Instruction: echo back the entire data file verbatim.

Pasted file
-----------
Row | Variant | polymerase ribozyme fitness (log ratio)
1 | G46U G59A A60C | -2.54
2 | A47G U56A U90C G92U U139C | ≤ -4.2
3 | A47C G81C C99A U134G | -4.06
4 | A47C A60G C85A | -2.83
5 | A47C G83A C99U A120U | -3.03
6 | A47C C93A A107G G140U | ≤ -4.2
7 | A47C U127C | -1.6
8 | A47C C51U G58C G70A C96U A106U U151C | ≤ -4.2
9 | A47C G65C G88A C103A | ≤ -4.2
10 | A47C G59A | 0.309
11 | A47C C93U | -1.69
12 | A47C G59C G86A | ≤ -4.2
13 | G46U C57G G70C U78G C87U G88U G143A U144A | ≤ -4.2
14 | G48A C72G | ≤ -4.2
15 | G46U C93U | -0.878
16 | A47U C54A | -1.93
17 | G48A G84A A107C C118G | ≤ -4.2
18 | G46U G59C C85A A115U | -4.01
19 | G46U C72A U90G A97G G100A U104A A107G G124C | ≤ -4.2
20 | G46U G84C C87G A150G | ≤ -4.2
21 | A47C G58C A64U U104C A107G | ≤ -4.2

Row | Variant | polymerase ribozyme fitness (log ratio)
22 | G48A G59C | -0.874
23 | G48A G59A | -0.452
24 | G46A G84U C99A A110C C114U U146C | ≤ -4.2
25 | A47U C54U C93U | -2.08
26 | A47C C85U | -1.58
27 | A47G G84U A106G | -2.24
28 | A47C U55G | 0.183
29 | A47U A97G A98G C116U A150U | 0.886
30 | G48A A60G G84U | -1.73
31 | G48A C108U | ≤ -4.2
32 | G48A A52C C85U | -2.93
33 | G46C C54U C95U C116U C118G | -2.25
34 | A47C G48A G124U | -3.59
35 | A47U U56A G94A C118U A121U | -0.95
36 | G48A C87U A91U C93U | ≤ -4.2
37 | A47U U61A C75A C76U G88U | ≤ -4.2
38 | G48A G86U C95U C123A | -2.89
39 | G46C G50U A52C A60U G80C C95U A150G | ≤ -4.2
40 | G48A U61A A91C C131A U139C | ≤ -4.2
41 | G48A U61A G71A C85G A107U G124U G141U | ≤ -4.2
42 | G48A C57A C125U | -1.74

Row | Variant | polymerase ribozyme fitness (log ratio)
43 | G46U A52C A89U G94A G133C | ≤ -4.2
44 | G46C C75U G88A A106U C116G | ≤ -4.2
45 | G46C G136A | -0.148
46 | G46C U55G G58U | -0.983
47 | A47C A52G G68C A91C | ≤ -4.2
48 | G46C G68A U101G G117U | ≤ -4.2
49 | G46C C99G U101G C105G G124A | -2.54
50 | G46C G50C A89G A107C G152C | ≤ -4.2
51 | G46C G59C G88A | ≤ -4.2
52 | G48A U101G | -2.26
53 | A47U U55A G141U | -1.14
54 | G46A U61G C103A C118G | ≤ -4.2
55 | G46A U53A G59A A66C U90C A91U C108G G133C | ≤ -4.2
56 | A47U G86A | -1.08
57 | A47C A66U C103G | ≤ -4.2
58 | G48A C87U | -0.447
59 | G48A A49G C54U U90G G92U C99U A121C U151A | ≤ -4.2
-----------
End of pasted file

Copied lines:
Row | Variant | polymerase ribozyme fitness (log ratio)
1 | G46U G59A A60C | -2.54
2 | A47G U56A U90C G92U U139C | ≤ -4.2
3 | A47C G81C C99A U134G | -4.06
4 | A47C A60G C85A | -2.83
5 | A47C G83A C99U A120U | -3.03
6 | A47C C93A A107G G140U | ≤ -4.2
7 | A47C U127C | -1.6
8 | A47C C51U G58C G70A C96U A106U U151C | ≤ -4.2
9 | A47C G65C G88A C103A | ≤ -4.2
10 | A47C G59A | 0.309
11 | A47C C93U | -1.69
12 | A47C G59C G86A | ≤ -4.2
13 | G46U C57G G70C U78G C87U G88U G143A U144A | ≤ -4.2
14 | G48A C72G | ≤ -4.2
15 | G46U C93U | -0.878
16 | A47U C54A | -1.93
17 | G48A G84A A107C C118G | ≤ -4.2
18 | G46U G59C C85A A115U | -4.01
19 | G46U C72A U90G A97G G100A U104A A107G G124C | ≤ -4.2
20 | G46U G84C C87G A150G | ≤ -4.2
21 | A47C G58C A64U U104C A107G | ≤ -4.2

Row | Variant | polymerase ribozyme fitness (log ratio)
22 | G48A G59C | -0.874
23 | G48A G59A | -0.452
24 | G46A G84U C99A A110C C114U U146C | ≤ -4.2
25 | A47U C54U C93U | -2.08
26 | A47C C85U | -1.58
27 | A47G G84U A106G | -2.24
28 | A47C U55G | 0.183
29 | A47U A97G A98G C116U A150U | 0.886
30 | G48A A60G G84U | -1.73
31 | G48A C108U | ≤ -4.2
32 | G48A A52C C85U | -2.93
33 | G46C C54U C95U C116U C118G | -2.25
34 | A47C G48A G124U | -3.59
35 | A47U U56A G94A C118U A121U | -0.95
36 | G48A C87U A91U C93U | ≤ -4.2
37 | A47U U61A C75A C76U G88U | ≤ -4.2
38 | G48A G86U C95U C123A | -2.89
39 | G46C G50U A52C A60U G80C C95U A150G | ≤ -4.2
40 | G48A U61A A91C C131A U139C | ≤ -4.2
41 | G48A U61A G71A C85G A107U G124U G141U | ≤ -4.2
42 | G48A C57A C125U | -1.74

Row | Variant | polymerase ribozyme fitness (log ratio)
43 | G46U A52C A89U G94A G133C | ≤ -4.2
44 | G46C C75U G88A A106U C116G | ≤ -4.2
45 | G46C G136A | -0.148
46 | G46C U55G G58U | -0.983
47 | A47C A52G G68C A91C | ≤ -4.2
48 | G46C G68A U101G G117U | ≤ -4.2
49 | G46C C99G U101G C105G G124A | -2.54
50 | G46C G50C A89G A107C G152C | ≤ -4.2
51 | G46C G59C G88A | ≤ -4.2
52 | G48A U101G | -2.26
53 | A47U U55A G141U | -1.14
54 | G46A U61G C103A C118G | ≤ -4.2
55 | G46A U53A G59A A66C U90C A91U C108G G133C | ≤ -4.2
56 | A47U G86A | -1.08
57 | A47C A66U C103G | ≤ -4.2
58 | G48A C87U | -0.447
59 | G48A A49G C54U U90G G92U C99U A121C U151A | ≤ -4.2